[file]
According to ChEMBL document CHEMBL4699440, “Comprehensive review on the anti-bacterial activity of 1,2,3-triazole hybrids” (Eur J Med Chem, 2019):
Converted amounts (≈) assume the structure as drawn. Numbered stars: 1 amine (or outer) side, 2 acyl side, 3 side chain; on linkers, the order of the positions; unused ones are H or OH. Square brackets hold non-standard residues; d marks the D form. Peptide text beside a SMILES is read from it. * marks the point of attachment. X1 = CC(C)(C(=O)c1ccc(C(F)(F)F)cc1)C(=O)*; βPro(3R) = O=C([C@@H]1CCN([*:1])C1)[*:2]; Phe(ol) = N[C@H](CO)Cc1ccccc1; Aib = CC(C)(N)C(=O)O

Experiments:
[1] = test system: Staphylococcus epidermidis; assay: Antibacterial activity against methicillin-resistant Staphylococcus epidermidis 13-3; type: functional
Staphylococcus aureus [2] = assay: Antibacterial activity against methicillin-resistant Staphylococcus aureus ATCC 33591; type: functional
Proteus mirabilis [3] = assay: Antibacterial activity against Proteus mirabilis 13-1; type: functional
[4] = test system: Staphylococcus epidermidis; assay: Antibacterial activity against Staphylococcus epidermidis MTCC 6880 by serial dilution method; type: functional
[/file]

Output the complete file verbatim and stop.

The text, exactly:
According to ChEMBL document CHEMBL4699440, “Comprehensive review on the anti-bacterial activity of 1,2,3-triazole hybrids” (Eur J Med Chem, 2019):
Converted amounts (≈) assume the structure as drawn. Numbered stars: 1 amine (or outer) side, 2 acyl side, 3 side chain; on linkers, the order of the positions; unused ones are H or OH. Square brackets hold non-standard residues; d marks the D form. Peptide text beside a SMILES is read from it. * marks the point of attachment. X1 = CC(C)(C(=O)c1ccc(C(F)(F)F)cc1)C(=O)*; βPro(3R) = O=C([C@@H]1CCN([*:1])C1)[*:2]; Phe(ol) = N[C@H](CO)Cc1ccccc1; Aib = CC(C)(N)C(=O)O

Experiments:
[1] = test system: Staphylococcus epidermidis; assay: Antibacterial activity against methicillin-resistant Staphylococcus epidermidis 13-3; type: functional
Staphylococcus aureus [2] = assay: Antibacterial activity against methicillin-resistant Staphylococcus aureus ATCC 33591; type: functional
Proteus mirabilis [3] = assay: Antibacterial activity against Proteus mirabilis 13-1; type: functional
[4] = test system: Staphylococcus epidermidis; assay: Antibacterial activity against Staphylococcus epidermidis MTCC 6880 by serial dilution method; type: functional